Special Topics in Environmental Policy and Culture (390-0-25)
Applied Policy Analysis
Kimberly Ruggles Marion Suiseeya
Office Hours: http://www.polisci.northwestern.edu/people/core-faculty/
Locy Hall 214: Mon, Wed 9:30AM - 10:50AM
Overview of class
Couse title: Applied Policy Analysis
Public policy issues are questions about what governments should - or should not - do to address problems that affect large numbers of people. What should governments do about rising rates of homelessness and unhoused populations? Climate change? Corruption? Education? Water quality and access? Trade? Migration? Environmental conservation? This list and a multitude of additional public policy problems facing governments present a variety of challenges. This course explores what it means to identify, examine, and explore solutions to public policy problems like these and others, while practicing concrete skills and approaches to public policy analysis. Students will hone skills in effective written and oral communication, applying ethical frameworks to public policy decision-making, and conducting policy analysis on a range of possible topics using different modes of inquiry.
The overarching objective of this interactive course is to cultivate critical and analytical thinking skills to apply nuanced, creative approaches for understanding and addressing public policy problems. By the end of this course students will be able to: Foundational Knowledge (1) Identify and understand how the major steps in policy analysis, including how and when public policy issues gain or lose traction and how and the extent to which policy problems are addressed. (2) Interrogate how different approaches to policy analysis shape public policy and their impact on different communities. (3) Understand common pitfalls in policy analysis and how to avoid them. Application (1) Evaluate public policy problems using different theoretical approaches. (2) Produce an analysis that evaluates a public policy problem and offers a well-reasoned assessment of politically, economically, and socially possible pathways forward. (3) Effectively communicate ideas, opinions, and arguments on different public policy topics. During the course, students will develop: (1) Skills for effectively engaging in class discussion, including challenging and offering substantive replies to others' arguments, comments, and questions, while remaining sensitive to the original speaker/writer and the classroom audience. (2) Peer-to-peer relationships for ongoing support.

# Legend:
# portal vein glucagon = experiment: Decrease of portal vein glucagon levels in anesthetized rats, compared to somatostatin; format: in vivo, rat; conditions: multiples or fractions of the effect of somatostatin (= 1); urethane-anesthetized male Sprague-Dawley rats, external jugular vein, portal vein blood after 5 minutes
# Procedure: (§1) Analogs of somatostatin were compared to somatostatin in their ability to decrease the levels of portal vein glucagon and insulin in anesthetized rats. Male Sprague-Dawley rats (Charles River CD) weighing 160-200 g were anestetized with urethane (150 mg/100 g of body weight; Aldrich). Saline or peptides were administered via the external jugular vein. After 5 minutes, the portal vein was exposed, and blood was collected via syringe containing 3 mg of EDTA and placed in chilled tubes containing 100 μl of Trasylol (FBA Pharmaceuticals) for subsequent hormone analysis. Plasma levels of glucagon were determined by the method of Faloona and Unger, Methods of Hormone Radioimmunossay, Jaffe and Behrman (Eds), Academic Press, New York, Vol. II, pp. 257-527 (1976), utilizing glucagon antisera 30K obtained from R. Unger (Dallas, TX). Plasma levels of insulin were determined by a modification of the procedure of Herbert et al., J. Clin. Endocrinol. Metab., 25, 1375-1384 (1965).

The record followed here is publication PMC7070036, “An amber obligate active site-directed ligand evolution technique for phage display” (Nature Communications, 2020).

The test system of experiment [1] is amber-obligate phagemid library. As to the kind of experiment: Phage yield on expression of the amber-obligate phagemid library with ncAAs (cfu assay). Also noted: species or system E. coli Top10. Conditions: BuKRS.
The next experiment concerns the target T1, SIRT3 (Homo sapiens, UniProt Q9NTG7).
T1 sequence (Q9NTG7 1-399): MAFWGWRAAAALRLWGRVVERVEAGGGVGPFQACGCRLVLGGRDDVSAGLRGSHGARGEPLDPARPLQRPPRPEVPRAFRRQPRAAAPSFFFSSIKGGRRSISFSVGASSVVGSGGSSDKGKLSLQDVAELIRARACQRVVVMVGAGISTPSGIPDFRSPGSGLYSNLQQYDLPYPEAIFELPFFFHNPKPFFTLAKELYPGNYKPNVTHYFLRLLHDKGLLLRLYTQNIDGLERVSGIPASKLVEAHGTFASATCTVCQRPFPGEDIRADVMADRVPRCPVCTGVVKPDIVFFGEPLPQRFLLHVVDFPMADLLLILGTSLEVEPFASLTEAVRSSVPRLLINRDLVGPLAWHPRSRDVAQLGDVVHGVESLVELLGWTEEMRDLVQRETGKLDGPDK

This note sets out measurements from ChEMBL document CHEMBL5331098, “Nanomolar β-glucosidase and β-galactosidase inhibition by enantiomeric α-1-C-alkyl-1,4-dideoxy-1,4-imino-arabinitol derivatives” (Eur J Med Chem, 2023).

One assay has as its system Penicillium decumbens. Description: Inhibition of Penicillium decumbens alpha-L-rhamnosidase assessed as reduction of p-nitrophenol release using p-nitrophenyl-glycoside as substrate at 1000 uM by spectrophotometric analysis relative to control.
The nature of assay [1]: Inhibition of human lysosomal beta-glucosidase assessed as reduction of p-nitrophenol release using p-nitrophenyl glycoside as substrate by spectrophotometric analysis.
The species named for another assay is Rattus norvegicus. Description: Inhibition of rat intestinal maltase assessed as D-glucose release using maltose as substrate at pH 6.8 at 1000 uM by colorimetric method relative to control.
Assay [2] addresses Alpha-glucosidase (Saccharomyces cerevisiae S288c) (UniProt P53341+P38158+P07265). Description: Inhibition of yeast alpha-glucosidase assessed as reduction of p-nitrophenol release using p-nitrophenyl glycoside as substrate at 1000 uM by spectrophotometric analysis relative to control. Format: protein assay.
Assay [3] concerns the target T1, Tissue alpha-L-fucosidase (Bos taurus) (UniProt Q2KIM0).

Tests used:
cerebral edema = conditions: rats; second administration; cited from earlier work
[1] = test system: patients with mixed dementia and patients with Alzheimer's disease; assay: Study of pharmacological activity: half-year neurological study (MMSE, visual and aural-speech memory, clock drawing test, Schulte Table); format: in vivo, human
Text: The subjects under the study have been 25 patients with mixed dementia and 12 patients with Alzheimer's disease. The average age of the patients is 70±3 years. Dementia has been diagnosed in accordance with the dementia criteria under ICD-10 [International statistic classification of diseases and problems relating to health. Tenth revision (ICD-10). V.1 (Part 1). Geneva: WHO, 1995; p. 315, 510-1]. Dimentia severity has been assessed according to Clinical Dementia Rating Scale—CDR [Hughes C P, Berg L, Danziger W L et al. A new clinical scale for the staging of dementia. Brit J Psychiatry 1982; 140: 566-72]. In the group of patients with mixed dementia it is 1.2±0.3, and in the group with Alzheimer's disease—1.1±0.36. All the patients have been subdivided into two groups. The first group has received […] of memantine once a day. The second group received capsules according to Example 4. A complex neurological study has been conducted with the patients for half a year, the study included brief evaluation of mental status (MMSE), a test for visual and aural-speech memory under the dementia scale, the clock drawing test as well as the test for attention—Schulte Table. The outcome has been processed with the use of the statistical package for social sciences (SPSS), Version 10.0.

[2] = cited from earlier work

Lecture, interactive sessions
Learning assessments include participation, short written assignments, final policy analysis brief, and an oral presentation.
Class Materials (Required)
Chrisinger, David. 2022. Public Policy Writing that Matters. 2nd Edition. Baltimore, Maryland: Johns Hopkins University Press. ISBN: 978-1421442327 Linquiti, Peter. 2022. Rebooting Policy Analysis: Strengthening the Foundation, Expanding the Scope. 1st Edition. Thousand Oaks, CA: Sage CQ Press. ISBN: 978-1544372600
Student Enrichment Services offers advice on how to find and afford our course materials. Please visit http://www.northwestern.edu/enrichment/ for more information on their services.